My drive to Hanover was a peaceful, quiet one. I knew I was leaving the area of major cities when I started seeing farms and livestock dotting the horizon. The flat highway was now rolling road hills and winding curves. I haven’t been on roads like this since I was a kid going to the Ozarks on a family vacation.
The directional sign on the road had an arrow with the singular word “Hanover.” I made my turn to go down a lonely two-lane road. Each side of the road was naturally landscaped with very large old trees. I followed the road, and after a few miles, I was at my destination. The first thing I noticed driving into the village was an old brick building with the word “MOTEL” in large black letters on a white rectangular board. I just entered the village of Hanover and I feel like I had gone back in time over 100 years. As I slowly drove around the corner, the motel still in my sight, I turned to see what I call a “One Horse Town where even the horse left.”
I pulled up to the building I was going to be living in and parked. I got out of my car and surveyed the buildings. I’ve lived in Chicago and suburbs of all my life. I’ve gone on trips and driven through small touristy towns and thought how cool it must be to live in an area like this, to be away from the hustle and bustle of city life– no honking horns or loud sirens every few minutes to hear. I was looking forward to actually enjoying the peace and the sound of birds in the morning, watching the sunrise, and walking down a street in peace.
This was my new home.
While waiting to meet my landlord, I saw a police officer getting out of his car. I asked…”Are you Andy Taylor?” and he looked at me and asked, “Are you, Otis?” I chuckled.
After a few moments, I went into the tiny building that housed the Village Hall on one side and the Police Department on the other. I introduced myself to the officer who turned out to be the Chief from the next village over who was sitting and chatting with this village’s Police Chief..who was behind a desk wearing a regular shirt. They looked like a couple of guys just chewing the fat. Based on my research of the demographics of the area there is very little no crime in the area.
I met my landlord, and we looked at the apartment. He said…IF you want it, IF you like the area…and before he said the next words, I had my little stack of cash outstretched to him. There were no “ifs” in my mind. I didn’t care too much about what the place looked like. I was going to make it work. After 43 years of working, raising a family, and being stressed out by daily life…there were no ifs.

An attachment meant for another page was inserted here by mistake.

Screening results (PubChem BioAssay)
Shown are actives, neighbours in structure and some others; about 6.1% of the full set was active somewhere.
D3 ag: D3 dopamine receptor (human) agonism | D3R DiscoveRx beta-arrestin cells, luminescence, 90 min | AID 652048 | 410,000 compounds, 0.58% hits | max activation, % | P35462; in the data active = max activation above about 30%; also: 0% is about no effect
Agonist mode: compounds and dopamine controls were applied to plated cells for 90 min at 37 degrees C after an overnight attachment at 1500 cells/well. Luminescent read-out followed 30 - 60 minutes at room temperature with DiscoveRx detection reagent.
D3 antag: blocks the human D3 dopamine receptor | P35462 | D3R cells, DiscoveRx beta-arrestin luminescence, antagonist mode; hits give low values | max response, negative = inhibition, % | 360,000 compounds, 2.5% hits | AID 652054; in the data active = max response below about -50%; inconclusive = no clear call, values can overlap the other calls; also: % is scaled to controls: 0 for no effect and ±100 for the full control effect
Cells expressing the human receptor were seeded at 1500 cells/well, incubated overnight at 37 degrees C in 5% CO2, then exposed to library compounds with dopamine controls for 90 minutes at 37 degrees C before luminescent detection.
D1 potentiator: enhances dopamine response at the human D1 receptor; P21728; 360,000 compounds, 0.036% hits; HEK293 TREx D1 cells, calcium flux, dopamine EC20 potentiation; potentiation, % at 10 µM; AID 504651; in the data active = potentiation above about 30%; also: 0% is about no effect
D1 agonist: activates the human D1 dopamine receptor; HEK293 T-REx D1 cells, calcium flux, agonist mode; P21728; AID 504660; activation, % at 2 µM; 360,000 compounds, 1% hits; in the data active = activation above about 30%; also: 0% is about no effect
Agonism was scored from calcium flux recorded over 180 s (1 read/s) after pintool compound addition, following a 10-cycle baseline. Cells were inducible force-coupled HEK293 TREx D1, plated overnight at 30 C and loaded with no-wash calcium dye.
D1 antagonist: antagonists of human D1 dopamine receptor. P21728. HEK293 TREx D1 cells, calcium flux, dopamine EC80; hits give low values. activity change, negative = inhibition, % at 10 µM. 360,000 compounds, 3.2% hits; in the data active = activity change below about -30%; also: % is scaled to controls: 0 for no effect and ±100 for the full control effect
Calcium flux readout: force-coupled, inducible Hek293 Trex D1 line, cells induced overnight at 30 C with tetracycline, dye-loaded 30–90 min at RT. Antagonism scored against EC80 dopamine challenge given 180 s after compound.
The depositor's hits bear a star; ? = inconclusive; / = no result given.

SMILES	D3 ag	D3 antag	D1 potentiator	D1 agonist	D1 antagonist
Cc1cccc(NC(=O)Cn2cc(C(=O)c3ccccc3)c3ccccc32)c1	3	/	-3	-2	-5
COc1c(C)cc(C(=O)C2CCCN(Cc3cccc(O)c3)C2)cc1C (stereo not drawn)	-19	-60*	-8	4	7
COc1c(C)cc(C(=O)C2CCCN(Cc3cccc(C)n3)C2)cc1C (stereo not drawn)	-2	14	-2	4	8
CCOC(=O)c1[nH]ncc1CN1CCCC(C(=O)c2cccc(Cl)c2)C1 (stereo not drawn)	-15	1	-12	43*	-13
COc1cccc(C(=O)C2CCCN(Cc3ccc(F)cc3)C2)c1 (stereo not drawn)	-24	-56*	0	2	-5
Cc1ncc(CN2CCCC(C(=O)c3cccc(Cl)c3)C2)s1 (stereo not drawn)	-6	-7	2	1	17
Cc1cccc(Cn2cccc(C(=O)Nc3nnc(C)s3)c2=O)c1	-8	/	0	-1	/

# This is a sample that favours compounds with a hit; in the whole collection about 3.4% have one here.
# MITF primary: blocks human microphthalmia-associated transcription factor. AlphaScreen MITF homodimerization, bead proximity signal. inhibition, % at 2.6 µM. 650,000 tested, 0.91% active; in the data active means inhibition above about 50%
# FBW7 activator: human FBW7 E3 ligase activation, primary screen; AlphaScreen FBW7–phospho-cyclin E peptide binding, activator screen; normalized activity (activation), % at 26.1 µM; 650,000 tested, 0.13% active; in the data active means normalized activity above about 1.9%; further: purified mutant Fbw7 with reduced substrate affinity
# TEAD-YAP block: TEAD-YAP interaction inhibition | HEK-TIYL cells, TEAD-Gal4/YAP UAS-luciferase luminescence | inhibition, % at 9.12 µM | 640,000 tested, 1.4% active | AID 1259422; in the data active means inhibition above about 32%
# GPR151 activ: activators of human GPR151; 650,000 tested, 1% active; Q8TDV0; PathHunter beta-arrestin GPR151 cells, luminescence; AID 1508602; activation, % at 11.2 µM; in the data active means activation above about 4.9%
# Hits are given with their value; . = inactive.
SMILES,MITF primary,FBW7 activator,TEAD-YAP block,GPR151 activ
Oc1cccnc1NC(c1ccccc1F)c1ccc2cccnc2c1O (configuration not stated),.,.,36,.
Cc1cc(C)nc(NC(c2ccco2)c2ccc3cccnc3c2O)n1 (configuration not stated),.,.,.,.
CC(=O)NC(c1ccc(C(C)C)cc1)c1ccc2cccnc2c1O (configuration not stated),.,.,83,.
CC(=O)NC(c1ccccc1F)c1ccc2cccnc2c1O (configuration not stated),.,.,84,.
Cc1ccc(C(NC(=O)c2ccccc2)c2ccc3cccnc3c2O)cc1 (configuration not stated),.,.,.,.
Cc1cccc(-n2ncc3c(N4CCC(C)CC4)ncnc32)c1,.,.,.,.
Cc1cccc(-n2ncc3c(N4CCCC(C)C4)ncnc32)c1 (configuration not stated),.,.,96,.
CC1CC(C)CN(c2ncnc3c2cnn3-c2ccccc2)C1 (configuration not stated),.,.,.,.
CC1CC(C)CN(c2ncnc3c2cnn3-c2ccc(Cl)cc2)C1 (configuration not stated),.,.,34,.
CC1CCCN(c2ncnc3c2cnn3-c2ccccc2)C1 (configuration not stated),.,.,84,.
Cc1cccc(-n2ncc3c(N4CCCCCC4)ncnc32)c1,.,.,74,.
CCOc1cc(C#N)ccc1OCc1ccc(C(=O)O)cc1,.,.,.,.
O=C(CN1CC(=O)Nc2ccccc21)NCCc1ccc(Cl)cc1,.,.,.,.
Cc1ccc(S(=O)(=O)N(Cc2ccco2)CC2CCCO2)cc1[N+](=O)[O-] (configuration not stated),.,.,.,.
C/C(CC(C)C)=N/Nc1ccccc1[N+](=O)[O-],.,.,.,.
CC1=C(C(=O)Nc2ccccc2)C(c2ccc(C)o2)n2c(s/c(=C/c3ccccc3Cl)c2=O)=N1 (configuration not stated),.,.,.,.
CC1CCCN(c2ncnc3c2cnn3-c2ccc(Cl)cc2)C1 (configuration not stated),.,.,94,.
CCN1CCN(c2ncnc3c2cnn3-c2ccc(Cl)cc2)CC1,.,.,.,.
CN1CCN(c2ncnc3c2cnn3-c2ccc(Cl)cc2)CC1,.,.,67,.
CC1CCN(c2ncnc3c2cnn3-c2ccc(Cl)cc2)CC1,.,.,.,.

He took me over to the Village Hall to get paperwork filled out, but the door was locked. He said that the clerk must be out reading meters. Can you imagine? Our overpaid spoiled rotten elected officials each have about 25 – 40 aides answering phones, writing emails, filing papers and other clerical duties, and here is a tiny little village where even the Village Clerk reads meters.
We took a walk across the village (about 100 yards) to the Post Office. He showed me the P.O. Boxes and explained to me in the downtown area everyone gets a free P.O. Box. “Yes,” I said, “FREE.” He said I could come back later to get one, and wanted to show me the thrift store he wanted to open which I could run for him if interested.
He took me into the store, and it was chock full of stuff. The place is called Hoarders and for good reason. He is what I call a Level 2 Hoarder. Lots of stuff, but neatly boxed and stacked. There are pathways of decent size, and no stuff was laying around. We chatted a bit more when his friend walked in. He was a happy, polite guy who was very welcoming to me.
After the Landlord left, I was on my own to explore, however, almost everything was closed- the post office, Village Hall, even the Library. I began to experience a feeling as if I were the center of the universe. There was nothing around me. It was so quiet except for the occasional truck. I felt like I was in a ghost town. “Where was everyone?” I wondered.
So, I decided to check out Charlie’s, the ONLY diner in town. I did a little research on them before I left my hometown and saw they have some very good reviews. I entered and noticed I was the only one in here also…except the waitress and cook, of course. The lady was very polite. She knew I wasn’t from around there. She welcomed me, and we had a polite conversation. I ordered and had a seat.
I took out my phone to call my family, however, there was no service available. The waitress informed me that “No..the major providers don’t work out here.” She told me of one man who walked to the top of a hill to get his phone to work. There were two companies that had towers in the area, but neither was my cell provider. So, here I was with no way to getting a hold of anyone to let them know I was okay. I was getting concerned. She suggested I drive to the Wal-Mart where I could tap into their wireless service. The only problem was that it was about 25 miles away.
I chuckled at this point. It’s the middle of the day, everything was closed except the diner, and I didn’t have any phone service or GPS to help me get to where I needed to go.
I truly believe I have entered the Twilight Zone. What lays ahead for me in the future? Stay tuned…